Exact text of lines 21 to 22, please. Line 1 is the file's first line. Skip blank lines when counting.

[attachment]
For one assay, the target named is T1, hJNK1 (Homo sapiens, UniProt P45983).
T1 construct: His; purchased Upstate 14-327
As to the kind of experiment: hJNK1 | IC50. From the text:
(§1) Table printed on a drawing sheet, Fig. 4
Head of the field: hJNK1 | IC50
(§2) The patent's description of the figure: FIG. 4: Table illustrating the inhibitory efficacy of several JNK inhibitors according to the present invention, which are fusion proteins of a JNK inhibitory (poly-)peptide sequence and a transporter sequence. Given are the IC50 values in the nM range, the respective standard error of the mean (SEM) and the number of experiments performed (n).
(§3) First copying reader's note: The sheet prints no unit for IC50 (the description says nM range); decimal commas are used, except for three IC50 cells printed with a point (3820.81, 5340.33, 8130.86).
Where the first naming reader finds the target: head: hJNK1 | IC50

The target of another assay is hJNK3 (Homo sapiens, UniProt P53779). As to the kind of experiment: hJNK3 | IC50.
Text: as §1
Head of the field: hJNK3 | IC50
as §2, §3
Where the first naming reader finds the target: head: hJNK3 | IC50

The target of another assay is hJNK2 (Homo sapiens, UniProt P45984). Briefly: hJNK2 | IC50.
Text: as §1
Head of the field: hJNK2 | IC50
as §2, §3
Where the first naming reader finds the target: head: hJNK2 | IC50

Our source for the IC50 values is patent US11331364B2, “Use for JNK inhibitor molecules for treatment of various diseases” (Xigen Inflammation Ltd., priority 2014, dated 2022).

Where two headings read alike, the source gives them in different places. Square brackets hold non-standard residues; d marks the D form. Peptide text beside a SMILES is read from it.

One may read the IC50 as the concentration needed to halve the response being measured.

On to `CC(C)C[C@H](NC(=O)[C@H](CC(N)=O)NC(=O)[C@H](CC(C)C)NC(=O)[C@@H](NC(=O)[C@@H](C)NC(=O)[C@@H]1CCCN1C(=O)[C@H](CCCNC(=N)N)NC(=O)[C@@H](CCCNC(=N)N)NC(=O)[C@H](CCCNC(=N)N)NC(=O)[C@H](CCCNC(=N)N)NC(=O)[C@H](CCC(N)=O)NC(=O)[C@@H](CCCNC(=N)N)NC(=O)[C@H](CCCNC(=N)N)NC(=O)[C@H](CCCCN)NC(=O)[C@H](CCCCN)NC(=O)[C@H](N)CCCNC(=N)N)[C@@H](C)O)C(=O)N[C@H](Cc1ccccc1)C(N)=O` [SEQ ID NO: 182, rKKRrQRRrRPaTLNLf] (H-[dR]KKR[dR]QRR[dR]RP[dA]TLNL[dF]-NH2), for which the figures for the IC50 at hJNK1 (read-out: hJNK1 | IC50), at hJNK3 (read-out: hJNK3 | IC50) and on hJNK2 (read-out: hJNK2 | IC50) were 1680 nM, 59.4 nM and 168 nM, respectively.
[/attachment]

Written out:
One may read the IC50 as the concentration needed to halve the response being measured.

On to `CC(C)C[C@H](NC(=O)[C@H](CC(N)=O)NC(=O)[C@H](CC(C)C)NC(=O)[C@@H](NC(=O)[C@@H](C)NC(=O)[C@@H]1CCCN1C(=O)[C@H](CCCNC(=N)N)NC(=O)[C@@H](CCCNC(=N)N)NC(=O)[C@H](CCCNC(=N)N)NC(=O)[C@H](CCCNC(=N)N)NC(=O)[C@H](CCC(N)=O)NC(=O)[C@@H](CCCNC(=N)N)NC(=O)[C@H](CCCNC(=N)N)NC(=O)[C@H](CCCCN)NC(=O)[C@H](CCCCN)NC(=O)[C@H](N)CCCNC(=N)N)[C@@H](C)O)C(=O)N[C@H](Cc1ccccc1)C(N)=O` [SEQ ID NO: 182, rKKRrQRRrRPaTLNLf] (H-[dR]KKR[dR]QRR[dR]RP[dA]TLNL[dF]-NH2), for which the figures for the IC50 at hJNK1 (read-out: hJNK1 | IC50), at hJNK3 (read-out: hJNK3 | IC50) and on hJNK2 (read-out: hJNK2 | IC50) were 1680 nM, 59.4 nM and 168 nM, respectively.